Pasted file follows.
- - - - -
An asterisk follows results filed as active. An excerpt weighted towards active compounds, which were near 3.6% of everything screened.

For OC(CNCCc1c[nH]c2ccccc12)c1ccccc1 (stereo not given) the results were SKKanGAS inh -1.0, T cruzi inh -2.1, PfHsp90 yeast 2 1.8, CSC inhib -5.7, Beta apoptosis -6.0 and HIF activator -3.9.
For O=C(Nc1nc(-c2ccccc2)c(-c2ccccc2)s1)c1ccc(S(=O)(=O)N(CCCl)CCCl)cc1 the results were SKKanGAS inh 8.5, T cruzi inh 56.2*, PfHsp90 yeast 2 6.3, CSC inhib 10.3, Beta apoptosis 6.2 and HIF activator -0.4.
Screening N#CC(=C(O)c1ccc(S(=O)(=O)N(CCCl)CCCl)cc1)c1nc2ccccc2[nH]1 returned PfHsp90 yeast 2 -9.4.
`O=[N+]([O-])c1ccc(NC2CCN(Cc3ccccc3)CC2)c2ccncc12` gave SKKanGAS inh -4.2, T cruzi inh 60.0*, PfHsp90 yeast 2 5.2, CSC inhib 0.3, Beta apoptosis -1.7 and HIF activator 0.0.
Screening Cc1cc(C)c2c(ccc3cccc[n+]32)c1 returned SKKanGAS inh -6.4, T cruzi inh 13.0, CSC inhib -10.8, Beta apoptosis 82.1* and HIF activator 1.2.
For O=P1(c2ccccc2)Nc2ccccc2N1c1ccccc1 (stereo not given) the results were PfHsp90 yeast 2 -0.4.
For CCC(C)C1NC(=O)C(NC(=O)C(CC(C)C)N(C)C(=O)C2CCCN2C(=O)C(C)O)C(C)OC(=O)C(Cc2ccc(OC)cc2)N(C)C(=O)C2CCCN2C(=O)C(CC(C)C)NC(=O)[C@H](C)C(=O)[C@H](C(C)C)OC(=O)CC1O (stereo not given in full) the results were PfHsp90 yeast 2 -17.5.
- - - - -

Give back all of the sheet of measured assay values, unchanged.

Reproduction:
An asterisk follows results filed as active. An excerpt weighted towards active compounds, which were near 3.6% of everything screened.

For OC(CNCCc1c[nH]c2ccccc12)c1ccccc1 (stereo not given) the results were SKKanGAS inh -1.0, T cruzi inh -2.1, PfHsp90 yeast 2 1.8, CSC inhib -5.7, Beta apoptosis -6.0 and HIF activator -3.9.
For O=C(Nc1nc(-c2ccccc2)c(-c2ccccc2)s1)c1ccc(S(=O)(=O)N(CCCl)CCCl)cc1 the results were SKKanGAS inh 8.5, T cruzi inh 56.2*, PfHsp90 yeast 2 6.3, CSC inhib 10.3, Beta apoptosis 6.2 and HIF activator -0.4.
Screening N#CC(=C(O)c1ccc(S(=O)(=O)N(CCCl)CCCl)cc1)c1nc2ccccc2[nH]1 returned PfHsp90 yeast 2 -9.4.
`O=[N+]([O-])c1ccc(NC2CCN(Cc3ccccc3)CC2)c2ccncc12` gave SKKanGAS inh -4.2, T cruzi inh 60.0*, PfHsp90 yeast 2 5.2, CSC inhib 0.3, Beta apoptosis -1.7 and HIF activator 0.0.
Screening Cc1cc(C)c2c(ccc3cccc[n+]32)c1 returned SKKanGAS inh -6.4, T cruzi inh 13.0, CSC inhib -10.8, Beta apoptosis 82.1* and HIF activator 1.2.
For O=P1(c2ccccc2)Nc2ccccc2N1c1ccccc1 (stereo not given) the results were PfHsp90 yeast 2 -0.4.
For CCC(C)C1NC(=O)C(NC(=O)C(CC(C)C)N(C)C(=O)C2CCCN2C(=O)C(C)O)C(C)OC(=O)C(Cc2ccc(OC)cc2)N(C)C(=O)C2CCCN2C(=O)C(CC(C)C)NC(=O)[C@H](C)C(=O)[C@H](C(C)C)OC(=O)CC1O (stereo not given in full) the results were PfHsp90 yeast 2 -17.5.